From First to Worst

China’s markets aren’t anything if they aren’t volatile. That’s something I’ve learned over and over again in my fifteen years here.

Take the components business that I built and ran. Every year, as the Chinese returned from their annual Spring Festival visits to their hometowns, our diesel engine customers would begin ordering more and more components as they ramped up production for sales in the new year. Orders would continue to increase through February, March, April and May, and just when it seemed as though our factories couldn’t possibly produce one more part, demand would start to fall off in June. Sales would languish through the summer months, there’d be a slight bump up in September and October and then the year would just fizzle out.

Whether the overall market grew by 20 percent or 5 percent in any given year, it always felt the same. During the first half, I thought that sales would never go down. During the second, it was impossible to convince me that they would ever go up.

That’s why I wouldn’t read too much into the recent decline in China’s stock market. Through July, the Shanghai Composite Index was the best performing in the world, increasing by almost 90 percent since the beginning of the year. During the month of August, it was down by 22 percent, making it the globe’s worst performing index.

When the Chinese have something to do, they don’t stand around debating the subject but get right to it. As 2008 closed, the mission for 2009 was clear—get economic growth back to a sustainable level of 8 percent. In addition to the stimulus package implemented in November, restrictions on new loans were lifted and additional stimulus was targeted at health care in February. The banks immediately began lending and most full year targets for new loans were reached by mid-year. The Chinese economy responded and began to bounce back just after Spring Festival– and the stock market soared.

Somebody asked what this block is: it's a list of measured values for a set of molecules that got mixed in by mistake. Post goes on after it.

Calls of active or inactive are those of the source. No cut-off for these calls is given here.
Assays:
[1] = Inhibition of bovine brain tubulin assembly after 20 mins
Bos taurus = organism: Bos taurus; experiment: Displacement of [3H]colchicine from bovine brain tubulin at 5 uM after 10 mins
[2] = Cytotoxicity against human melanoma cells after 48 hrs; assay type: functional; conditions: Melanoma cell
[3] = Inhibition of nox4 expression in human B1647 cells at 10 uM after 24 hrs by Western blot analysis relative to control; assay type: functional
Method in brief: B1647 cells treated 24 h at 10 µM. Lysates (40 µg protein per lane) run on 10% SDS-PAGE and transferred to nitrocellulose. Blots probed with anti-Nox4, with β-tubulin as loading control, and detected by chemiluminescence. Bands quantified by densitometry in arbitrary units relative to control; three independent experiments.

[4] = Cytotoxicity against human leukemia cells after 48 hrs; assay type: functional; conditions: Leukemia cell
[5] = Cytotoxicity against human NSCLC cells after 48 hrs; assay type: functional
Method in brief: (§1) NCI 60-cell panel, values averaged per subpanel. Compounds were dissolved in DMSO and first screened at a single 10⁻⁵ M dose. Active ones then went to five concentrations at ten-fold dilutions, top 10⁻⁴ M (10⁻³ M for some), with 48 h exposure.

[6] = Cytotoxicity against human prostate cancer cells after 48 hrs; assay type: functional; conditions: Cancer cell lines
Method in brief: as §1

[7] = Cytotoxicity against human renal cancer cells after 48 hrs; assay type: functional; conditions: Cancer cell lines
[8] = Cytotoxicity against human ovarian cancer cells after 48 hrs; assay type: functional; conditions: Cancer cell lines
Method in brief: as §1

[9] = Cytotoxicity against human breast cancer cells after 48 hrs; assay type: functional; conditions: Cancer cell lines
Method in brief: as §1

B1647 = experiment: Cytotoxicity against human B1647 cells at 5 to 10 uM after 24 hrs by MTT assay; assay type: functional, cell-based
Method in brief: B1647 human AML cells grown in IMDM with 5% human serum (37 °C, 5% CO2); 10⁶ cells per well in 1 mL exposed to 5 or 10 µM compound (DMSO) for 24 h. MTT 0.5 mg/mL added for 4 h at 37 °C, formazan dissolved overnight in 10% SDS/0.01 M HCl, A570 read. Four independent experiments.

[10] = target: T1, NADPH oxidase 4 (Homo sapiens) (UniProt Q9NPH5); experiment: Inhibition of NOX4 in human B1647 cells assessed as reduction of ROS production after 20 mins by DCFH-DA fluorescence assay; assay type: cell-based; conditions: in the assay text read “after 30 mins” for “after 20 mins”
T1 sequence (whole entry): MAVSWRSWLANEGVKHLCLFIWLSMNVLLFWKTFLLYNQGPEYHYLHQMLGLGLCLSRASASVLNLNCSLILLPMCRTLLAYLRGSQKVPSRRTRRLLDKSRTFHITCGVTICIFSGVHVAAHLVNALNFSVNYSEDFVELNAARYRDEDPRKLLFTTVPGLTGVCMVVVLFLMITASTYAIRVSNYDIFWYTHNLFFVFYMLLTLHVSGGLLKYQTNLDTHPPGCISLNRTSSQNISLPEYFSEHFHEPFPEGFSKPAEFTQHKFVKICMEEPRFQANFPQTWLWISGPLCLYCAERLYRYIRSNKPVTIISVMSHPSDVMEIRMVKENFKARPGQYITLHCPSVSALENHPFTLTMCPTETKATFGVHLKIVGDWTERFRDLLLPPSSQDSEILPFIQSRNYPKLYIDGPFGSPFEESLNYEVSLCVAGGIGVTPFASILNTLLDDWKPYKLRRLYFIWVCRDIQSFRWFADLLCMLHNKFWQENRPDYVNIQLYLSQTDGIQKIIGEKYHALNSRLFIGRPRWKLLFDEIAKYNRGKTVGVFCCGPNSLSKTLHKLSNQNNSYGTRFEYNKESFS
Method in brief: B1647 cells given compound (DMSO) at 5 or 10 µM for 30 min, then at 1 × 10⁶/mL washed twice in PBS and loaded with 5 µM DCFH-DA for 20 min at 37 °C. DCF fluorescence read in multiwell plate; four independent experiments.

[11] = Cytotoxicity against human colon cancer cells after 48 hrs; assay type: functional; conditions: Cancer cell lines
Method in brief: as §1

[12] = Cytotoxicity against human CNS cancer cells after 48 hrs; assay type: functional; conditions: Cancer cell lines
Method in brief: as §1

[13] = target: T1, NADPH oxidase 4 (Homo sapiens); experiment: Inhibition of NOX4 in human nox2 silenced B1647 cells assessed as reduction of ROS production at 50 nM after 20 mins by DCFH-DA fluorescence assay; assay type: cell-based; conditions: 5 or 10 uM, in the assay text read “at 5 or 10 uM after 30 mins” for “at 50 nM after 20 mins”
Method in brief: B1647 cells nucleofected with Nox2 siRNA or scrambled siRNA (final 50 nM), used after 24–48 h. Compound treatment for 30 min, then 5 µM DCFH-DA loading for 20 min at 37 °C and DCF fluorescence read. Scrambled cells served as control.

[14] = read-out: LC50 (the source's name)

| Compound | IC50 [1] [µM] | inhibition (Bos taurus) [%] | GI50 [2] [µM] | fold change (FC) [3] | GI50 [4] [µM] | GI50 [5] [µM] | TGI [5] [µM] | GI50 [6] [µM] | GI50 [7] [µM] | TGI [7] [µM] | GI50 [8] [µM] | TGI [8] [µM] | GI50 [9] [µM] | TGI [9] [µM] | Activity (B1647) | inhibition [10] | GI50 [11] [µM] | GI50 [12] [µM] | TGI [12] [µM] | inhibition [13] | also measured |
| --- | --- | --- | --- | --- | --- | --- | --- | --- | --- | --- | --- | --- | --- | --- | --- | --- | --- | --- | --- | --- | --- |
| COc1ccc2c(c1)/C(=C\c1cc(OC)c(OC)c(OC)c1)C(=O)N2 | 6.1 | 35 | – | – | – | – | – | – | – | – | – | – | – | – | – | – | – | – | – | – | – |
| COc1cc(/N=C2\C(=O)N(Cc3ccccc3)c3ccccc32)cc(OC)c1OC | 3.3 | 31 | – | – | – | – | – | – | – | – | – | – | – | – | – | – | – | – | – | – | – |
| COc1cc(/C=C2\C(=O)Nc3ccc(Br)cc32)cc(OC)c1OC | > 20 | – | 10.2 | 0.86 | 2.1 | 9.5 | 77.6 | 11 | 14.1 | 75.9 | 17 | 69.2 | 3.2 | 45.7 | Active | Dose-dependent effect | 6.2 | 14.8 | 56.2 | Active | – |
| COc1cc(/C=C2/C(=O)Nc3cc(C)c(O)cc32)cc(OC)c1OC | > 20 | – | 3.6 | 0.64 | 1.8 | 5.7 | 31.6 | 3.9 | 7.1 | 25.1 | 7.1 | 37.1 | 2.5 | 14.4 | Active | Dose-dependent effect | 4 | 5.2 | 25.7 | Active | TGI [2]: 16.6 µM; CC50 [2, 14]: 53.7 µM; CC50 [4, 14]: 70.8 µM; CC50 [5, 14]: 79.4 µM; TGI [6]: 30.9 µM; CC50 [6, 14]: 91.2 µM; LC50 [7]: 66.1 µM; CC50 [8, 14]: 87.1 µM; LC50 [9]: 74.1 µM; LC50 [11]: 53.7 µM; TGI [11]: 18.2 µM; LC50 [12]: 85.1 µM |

Does the August sell off in the stock market mean that China’s recovery has stalled, or that the government is now turning to more restrictive monetary and fiscal policies? No, it just means that China is now reducing stimulus and slowing loan growth to prevent future overheating.

When I want a reality check on my own economic thinking, I dial in to Andy Rothman, my friend who is China Macro Strategist for CLSA Asia-Pacific Markets. Here is what Andy said in his most recent report.

We see little risk that Beijing will prematurely tighten and send the economy into a ‘W’-shaped recovery.  First, because the Chinese Communist Party remains the world’s most liquid financial institution, so it faces no fiscal constraints.

Second, with unemployment high, inflation low, and no signs of a bubble in the real estate or equity markets, there is no economic-policy reason to ‘tighten’.  As noted above, Chinese officials are well aware of the risks of premature tightening.

Third, with unemployment high and inflation low, it is in the Party’s political interest to maintain GDP growth at about the 8% level.

We do, however, expect Beijing to continue withdrawing some of the stimulus measures that have done their jobs and are no longer needed at such a high level.  Thus, we expect 2H09 and 2010 lending to be pared back significantly from the 1H09 peak, but credit flows should continue to be strong enough to qualify as ‘appropriately loose’.

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